Economy Booming, So What Might Start the Next Recession?

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"If you want a job and you're a college grad, you can get one," is the smart—only somewhat overstated—observation that Roy Krause, head of staffing company Spherion, just imparted to me over the phone. Indeed, college grads had just a 2 percent unemployment rate in June, according to new Labor Department data, vs. 3.5 percent for those with "some college," 4.1 percent for high school grads, and 6.7 percent for those who did not finish high school.

More good news came from the June income numbers: Wages for workers—not managers—increased by 3.9 percent, year over year. Deflate by the core May inflation rate of 2.3 percent—the latest numbers available—and you get real wage growth of 1.6 percent. Not too shabby. Right now, Wall Street recession expectations are pretty low. "The threat of recession has abated, as job and income gains provide the wherewithal to support consumer spending," is the analysis of former Federal Reserve governor Lyle Gramley. In fact, the Big Money Crowd is more worried about China than U.S. housing as a source of future trouble. Case in point: this missive "What Would the Next Recession Look Like" that Goldman Sachs just sent me:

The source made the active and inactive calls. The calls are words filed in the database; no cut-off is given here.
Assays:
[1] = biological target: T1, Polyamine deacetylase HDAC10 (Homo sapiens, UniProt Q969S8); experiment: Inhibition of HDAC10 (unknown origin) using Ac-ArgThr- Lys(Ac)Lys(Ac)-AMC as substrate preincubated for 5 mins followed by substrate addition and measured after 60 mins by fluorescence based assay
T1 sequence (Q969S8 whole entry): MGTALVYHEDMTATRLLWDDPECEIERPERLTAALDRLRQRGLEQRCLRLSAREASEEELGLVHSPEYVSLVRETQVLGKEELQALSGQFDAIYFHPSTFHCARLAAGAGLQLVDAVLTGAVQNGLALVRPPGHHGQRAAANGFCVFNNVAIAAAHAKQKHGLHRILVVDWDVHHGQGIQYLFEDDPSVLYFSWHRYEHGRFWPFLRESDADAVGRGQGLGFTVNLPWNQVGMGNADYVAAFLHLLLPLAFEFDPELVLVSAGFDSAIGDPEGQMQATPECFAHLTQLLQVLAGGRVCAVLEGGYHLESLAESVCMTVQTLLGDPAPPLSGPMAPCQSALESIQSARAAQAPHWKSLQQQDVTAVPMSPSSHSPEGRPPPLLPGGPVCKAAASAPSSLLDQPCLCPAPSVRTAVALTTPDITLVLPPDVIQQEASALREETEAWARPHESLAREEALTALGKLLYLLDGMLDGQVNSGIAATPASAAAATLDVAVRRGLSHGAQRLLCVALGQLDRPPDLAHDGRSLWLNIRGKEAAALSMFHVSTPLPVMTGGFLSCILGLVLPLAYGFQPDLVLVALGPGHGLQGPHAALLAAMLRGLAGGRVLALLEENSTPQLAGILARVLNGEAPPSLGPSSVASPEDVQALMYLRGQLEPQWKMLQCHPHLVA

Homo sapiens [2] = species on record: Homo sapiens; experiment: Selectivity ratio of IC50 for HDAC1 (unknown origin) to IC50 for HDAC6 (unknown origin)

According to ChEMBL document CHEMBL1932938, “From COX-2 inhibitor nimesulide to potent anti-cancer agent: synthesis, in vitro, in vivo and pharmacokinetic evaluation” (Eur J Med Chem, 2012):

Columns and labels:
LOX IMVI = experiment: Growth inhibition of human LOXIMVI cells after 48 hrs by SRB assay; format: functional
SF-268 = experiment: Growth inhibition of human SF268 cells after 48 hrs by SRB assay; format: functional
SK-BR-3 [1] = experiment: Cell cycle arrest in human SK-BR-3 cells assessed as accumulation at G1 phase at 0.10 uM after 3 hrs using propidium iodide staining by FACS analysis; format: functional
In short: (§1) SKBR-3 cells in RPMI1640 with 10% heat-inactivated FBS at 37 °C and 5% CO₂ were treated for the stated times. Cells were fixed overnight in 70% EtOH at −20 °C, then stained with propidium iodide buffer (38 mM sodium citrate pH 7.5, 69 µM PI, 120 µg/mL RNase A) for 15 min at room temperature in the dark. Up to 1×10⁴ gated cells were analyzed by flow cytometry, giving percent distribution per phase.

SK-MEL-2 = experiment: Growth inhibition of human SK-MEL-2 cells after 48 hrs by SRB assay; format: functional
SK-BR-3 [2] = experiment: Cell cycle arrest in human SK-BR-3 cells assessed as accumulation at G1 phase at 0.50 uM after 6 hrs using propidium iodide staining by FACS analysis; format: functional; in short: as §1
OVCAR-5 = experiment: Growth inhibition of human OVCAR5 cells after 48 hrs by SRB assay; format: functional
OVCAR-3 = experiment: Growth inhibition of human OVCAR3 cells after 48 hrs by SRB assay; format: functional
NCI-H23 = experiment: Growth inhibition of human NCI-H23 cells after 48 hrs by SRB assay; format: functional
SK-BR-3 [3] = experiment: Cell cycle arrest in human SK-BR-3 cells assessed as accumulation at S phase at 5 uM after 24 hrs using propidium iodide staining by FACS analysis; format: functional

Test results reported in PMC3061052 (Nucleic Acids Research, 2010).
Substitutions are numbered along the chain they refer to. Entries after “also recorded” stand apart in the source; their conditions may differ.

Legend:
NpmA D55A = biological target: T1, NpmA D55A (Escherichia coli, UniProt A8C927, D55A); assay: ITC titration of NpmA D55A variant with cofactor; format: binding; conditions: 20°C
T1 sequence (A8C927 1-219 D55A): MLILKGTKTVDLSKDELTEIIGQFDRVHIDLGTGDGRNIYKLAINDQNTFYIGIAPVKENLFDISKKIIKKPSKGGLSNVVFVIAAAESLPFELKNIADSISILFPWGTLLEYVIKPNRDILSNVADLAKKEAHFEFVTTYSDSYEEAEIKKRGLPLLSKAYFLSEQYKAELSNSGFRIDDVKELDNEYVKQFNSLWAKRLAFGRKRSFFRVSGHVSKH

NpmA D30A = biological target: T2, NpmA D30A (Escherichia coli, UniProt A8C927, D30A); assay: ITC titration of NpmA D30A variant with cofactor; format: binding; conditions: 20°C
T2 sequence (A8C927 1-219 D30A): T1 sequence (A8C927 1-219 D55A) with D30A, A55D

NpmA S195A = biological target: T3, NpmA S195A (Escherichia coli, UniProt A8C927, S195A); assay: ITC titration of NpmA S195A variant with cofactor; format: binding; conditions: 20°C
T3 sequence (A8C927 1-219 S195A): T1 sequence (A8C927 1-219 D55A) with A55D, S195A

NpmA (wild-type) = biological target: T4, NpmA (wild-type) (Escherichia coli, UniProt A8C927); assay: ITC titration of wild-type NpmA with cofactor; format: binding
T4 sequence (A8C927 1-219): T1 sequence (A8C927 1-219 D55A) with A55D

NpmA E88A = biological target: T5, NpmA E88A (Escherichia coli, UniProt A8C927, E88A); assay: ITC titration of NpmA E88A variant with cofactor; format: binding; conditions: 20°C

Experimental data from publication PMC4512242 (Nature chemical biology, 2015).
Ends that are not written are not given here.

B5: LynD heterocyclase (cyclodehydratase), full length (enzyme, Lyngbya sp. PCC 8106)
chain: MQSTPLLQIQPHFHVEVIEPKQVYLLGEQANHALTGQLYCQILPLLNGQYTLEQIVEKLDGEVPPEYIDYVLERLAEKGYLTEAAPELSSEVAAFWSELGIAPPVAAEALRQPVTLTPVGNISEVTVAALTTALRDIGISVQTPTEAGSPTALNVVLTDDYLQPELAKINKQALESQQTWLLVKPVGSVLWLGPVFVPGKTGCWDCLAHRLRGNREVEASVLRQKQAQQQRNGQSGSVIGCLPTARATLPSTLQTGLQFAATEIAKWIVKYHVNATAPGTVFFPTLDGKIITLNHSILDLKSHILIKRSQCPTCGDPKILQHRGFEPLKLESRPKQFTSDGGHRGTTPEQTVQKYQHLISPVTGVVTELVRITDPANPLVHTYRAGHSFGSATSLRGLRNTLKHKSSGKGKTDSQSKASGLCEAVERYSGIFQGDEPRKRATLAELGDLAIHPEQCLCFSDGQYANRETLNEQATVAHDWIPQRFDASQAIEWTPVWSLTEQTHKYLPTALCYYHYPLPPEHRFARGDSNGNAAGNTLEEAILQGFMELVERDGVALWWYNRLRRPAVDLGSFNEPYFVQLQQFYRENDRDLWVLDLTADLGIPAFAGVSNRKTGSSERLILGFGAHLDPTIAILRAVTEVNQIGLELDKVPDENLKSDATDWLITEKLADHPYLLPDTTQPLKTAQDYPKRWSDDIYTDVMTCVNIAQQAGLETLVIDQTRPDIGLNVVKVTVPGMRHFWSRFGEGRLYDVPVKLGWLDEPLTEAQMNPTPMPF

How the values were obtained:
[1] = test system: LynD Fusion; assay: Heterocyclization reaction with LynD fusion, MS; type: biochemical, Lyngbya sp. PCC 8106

"So, what constitutes a recession in modern times, and when do they occur?...We suspect it would almost certainly involve a major economic slowdown in China. On almost any criteria (and topic), it is impossible to underestimate China's positive impact on the buoyancy of world growth this decade. That said, our China proprietary indicators show no sign of an imminent slowdown. In addition, our various proprietary indices suggest that the underlying global macro environment remains favorable...Moreover, if we and the consensus are correct, then the period 2003-2008 will have been one of the most powerful periods of economic growth globally since accurate data has been collectable for much of the world."